Having resisted the temptation in our first two volumes, LEAP finally succumbs to the lulling call of China’s second-tier cities for our thirteenth issue, visiting the two outlying megalopolises of Wuhan and Chongqing. Through firsthand observation of the local art ecology in both, our editors uncover shared stories, destinies, and elements of a mindset that may explain just why we ourselves choose to remain in Beijing. Elswhere in the middle section is an intimate tête-à-tête with Thai artist and filmmaker Apichatpong Weerasethakul, an intricate profile of up-and-coming Taiwanese artist Charwei Tsai, a meteorological summary of the art market in 2011, a heartfelt memoir of the late Mu Xin by two New York-based filmmakers, and a recap of the conceptual “capsules” of artist Liu Ding. In the front end of the issue are interviews with curator Hou Hanru and installation artist Nari Ward, a foray into the painterly Weltanschauung of ink painter Hao Liang, a manifesto for the brush from Wang Yuping, and an account of six Chinese artists’ time spent on residency in Nantes. And in our bottom section, a slew of critical takes on exhibitions in New York, London, Qatar, Karlsruhe, and of course, the good old Mainland.
Ever since the debate on abstraction broke out in the pages of Meishu in the early 1980s, abstraction has been one of the key questions for contemporary art in China, namely the place of expression that is not directly tied to representation. In our final issue of 2011, the cover package stares into the long-forgotten “Bamboo Curtain,” wonders at the arrival of the “third abstract,” calls for a cognitive revamp of the concept of abstraction in the face of the market, does justice to the early abstractionists of Shanghai, and, in an array of dialogues, gives textual voice to a younger generation for whom abstract appearances are actually the product of incredibly concrete processes of formal and social inquiry. Elsewhere in the middle section is a contemplation of the cross-border migration of cultural heritage, investigations into the impetus behind the latest creations of Lin Tianmiao and Wu Shanzhuan and Inga Svala Thorsdottir, and an outspoken critique of the ubiquitous “Little Movements” project. In the top section, readers will find an interview with Arte Povera pioneer Jannis Kounellis, a dizzying linguistic sculptural foray from Mao Tongqiang, an amusing synopsis of the life of the Künstlerhaus Bethanien, and a mutual gauging of two short films by their young, respective auteurs.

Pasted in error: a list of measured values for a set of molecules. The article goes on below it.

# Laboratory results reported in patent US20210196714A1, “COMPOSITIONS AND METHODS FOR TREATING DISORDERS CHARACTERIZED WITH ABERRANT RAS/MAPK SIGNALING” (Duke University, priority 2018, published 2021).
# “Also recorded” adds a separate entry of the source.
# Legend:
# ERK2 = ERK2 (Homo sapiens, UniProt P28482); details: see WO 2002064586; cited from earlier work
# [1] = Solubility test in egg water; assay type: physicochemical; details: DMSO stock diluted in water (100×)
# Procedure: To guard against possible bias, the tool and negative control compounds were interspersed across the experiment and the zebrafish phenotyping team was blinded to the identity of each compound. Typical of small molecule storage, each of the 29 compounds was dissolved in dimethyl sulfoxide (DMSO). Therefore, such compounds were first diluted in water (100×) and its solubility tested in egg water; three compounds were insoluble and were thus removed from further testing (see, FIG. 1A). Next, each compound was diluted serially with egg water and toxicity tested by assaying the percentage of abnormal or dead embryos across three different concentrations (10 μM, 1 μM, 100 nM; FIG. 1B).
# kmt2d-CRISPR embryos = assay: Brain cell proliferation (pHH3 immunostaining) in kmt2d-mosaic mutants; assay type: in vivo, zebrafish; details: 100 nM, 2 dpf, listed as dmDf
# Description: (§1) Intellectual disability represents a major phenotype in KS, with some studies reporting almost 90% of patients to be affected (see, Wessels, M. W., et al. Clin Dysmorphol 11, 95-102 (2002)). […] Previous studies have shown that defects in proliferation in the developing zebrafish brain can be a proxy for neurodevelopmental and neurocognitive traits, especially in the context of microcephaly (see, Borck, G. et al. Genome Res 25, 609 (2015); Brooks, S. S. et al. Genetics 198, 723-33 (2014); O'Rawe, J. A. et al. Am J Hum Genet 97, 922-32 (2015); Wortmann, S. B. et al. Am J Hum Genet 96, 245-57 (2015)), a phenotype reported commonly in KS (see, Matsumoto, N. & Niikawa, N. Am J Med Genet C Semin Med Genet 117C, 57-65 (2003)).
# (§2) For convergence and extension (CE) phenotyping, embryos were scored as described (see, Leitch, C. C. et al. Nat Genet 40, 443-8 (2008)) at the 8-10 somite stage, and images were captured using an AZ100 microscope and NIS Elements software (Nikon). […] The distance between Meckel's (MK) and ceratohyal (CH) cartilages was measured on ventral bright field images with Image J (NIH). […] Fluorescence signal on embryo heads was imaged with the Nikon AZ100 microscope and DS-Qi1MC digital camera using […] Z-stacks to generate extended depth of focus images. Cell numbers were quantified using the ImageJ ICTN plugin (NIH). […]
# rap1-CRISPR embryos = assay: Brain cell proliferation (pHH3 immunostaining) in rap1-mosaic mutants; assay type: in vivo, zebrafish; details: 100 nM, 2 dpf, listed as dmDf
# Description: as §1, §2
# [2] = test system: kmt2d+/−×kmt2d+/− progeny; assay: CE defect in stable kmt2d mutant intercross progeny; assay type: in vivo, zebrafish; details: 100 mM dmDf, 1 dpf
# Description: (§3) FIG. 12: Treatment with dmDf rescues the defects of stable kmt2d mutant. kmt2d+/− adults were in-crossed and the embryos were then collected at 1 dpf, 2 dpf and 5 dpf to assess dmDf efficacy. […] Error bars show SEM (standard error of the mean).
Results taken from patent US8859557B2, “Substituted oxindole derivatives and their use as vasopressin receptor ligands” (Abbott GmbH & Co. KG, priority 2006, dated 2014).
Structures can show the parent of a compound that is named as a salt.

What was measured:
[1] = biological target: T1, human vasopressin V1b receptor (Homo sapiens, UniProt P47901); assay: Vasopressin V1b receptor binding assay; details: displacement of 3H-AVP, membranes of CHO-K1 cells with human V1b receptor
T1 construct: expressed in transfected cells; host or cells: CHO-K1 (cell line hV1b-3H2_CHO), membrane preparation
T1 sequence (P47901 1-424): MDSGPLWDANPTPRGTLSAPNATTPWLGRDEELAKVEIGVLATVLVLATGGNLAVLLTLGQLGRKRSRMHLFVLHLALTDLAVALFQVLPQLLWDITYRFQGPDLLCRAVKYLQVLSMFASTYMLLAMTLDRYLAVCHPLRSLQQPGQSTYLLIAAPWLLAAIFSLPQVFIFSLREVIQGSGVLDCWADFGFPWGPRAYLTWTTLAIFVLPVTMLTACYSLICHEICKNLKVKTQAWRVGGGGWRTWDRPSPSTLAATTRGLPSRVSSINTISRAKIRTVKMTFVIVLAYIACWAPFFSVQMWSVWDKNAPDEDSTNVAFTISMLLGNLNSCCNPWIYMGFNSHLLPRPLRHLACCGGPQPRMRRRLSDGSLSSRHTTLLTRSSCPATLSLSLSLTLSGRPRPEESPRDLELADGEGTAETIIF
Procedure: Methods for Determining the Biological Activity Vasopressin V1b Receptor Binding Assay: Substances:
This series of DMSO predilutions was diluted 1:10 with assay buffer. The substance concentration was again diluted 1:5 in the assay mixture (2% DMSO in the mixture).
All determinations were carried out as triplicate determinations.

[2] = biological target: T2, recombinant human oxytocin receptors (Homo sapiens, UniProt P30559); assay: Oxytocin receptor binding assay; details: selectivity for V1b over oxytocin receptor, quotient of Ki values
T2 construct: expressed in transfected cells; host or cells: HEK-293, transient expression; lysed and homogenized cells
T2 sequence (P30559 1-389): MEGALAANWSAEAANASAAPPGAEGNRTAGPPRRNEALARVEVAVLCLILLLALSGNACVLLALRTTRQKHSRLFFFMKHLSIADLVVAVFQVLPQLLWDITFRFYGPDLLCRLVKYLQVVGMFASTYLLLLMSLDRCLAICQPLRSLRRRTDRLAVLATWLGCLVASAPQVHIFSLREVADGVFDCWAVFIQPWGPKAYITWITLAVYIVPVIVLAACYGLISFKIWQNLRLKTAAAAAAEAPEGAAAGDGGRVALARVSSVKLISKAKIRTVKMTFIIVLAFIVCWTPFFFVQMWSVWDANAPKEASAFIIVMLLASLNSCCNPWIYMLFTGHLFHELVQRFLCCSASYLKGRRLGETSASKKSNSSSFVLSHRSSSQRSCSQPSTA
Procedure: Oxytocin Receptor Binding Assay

We mark the centennial of the Xinhai Revolution, which overthrew the Qing Dynasty and launched China’s Republican era in 1911, with four stories of people and places distinct to this hundred-year history. Two of these stories look at people, namely the founder of Chinese cartoon, Huang Yao, active in the 1930s, and Hong Kong’s father of modern art, Luis Chan, active throughout most of the twentieth century. The other two examine place, as we wander through Republican Shanghai’s home of revelry for the Everyman, the Great World amusement park, and investigate how we illuminate a century-old revolution today, with the Xinhai Revolution monument, still under construction in Wuhan. Elsewhere we take a look at the affect and allure of video pioneer Zhang Peili, visit a contemporary tangent of rural reconstruction at the Bishan Harvestival, mull over the worth of China’s proliferating art equity exchanges, seek to unravel the threads woven by the up-and-coming Yan Xing, rub elbows with Sterling Ruby, listen in on Hans Ulrich Obrist and Raymond Fung on the question of landscape, and again travel back in time with a delegation of curators led by Okwui Enwezor on a visit to China in 2000.
Our August issue tackles a field that is especially worthy of consideration here in China: design. The cover package for this issue—titled “Designing China”—offers up a visual feast of design at the boundaries of art, with nibbles of everything from fashion to architecture. Among these are introductions of Steven Holl’s Sifang Art Museum in Nanjing, Qiu Zhijie’s ongoing pedagogical project on “Design for the Poor,” Ying Yun-wei’s digital resurrection of ancient Chinese fonts, the working world of fashion design duo ffiXXed, 19 of the most notably well designed art books in China in recent years, and the disused spaces of Dashilar that are being revitalized for Beijing Design Week. Elsewhere we take a look at the Singaporean artist Ming Wong’s outsized sense of self, the new possibilities for buying art online offered by sites like Art.sy and Paddle8, and the formal concerns of abstractionist Wang Guangle and his young generation. To top it off, we consider the Shanghai-based “cybernetic” artist Lu Yang for our debut run of the column “New Directions,” and Singapore-based critic David Teh unveils the curtains of a brand-new age for global art in a visit to Art HK 2011.